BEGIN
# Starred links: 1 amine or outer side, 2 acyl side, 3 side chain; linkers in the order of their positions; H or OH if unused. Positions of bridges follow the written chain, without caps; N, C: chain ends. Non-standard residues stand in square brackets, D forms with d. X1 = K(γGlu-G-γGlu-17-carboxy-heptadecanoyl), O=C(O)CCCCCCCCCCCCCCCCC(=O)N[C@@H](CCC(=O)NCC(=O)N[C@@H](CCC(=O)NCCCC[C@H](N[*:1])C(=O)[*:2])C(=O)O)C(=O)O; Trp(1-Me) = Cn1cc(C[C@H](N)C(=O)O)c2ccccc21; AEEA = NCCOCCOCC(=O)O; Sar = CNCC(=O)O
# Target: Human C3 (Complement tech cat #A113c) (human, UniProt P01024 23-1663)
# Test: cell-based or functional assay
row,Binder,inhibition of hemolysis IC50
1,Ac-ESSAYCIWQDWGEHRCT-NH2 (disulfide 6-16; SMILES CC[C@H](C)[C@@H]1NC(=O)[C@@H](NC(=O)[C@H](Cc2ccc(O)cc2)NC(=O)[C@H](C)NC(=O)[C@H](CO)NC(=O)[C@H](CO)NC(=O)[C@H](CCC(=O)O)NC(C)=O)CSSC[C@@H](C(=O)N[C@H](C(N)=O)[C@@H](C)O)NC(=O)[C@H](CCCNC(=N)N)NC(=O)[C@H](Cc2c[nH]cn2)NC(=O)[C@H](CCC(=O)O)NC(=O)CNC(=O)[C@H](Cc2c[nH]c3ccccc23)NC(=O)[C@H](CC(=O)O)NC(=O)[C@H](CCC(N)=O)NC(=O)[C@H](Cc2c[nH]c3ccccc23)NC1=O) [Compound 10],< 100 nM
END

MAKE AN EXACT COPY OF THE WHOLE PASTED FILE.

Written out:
# Starred links: 1 amine or outer side, 2 acyl side, 3 side chain; linkers in the order of their positions; H or OH if unused. Positions of bridges follow the written chain, without caps; N, C: chain ends. Non-standard residues stand in square brackets, D forms with d. X1 = K(γGlu-G-γGlu-17-carboxy-heptadecanoyl), O=C(O)CCCCCCCCCCCCCCCCC(=O)N[C@@H](CCC(=O)NCC(=O)N[C@@H](CCC(=O)NCCCC[C@H](N[*:1])C(=O)[*:2])C(=O)O)C(=O)O; Trp(1-Me) = Cn1cc(C[C@H](N)C(=O)O)c2ccccc21; AEEA = NCCOCCOCC(=O)O; Sar = CNCC(=O)O
# Target: Human C3 (Complement tech cat #A113c) (human, UniProt P01024 23-1663)
# Test: cell-based or functional assay
row,Binder,inhibition of hemolysis IC50
1,Ac-ESSAYCIWQDWGEHRCT-NH2 (disulfide 6-16; SMILES CC[C@H](C)[C@@H]1NC(=O)[C@@H](NC(=O)[C@H](Cc2ccc(O)cc2)NC(=O)[C@H](C)NC(=O)[C@H](CO)NC(=O)[C@H](CO)NC(=O)[C@H](CCC(=O)O)NC(C)=O)CSSC[C@@H](C(=O)N[C@H](C(N)=O)[C@@H](C)O)NC(=O)[C@H](CCCNC(=N)N)NC(=O)[C@H](Cc2c[nH]cn2)NC(=O)[C@H](CCC(=O)O)NC(=O)CNC(=O)[C@H](Cc2c[nH]c3ccccc23)NC(=O)[C@H](CC(=O)O)NC(=O)[C@H](CCC(N)=O)NC(=O)[C@H](Cc2c[nH]c3ccccc23)NC1=O) [Compound 10],< 100 nM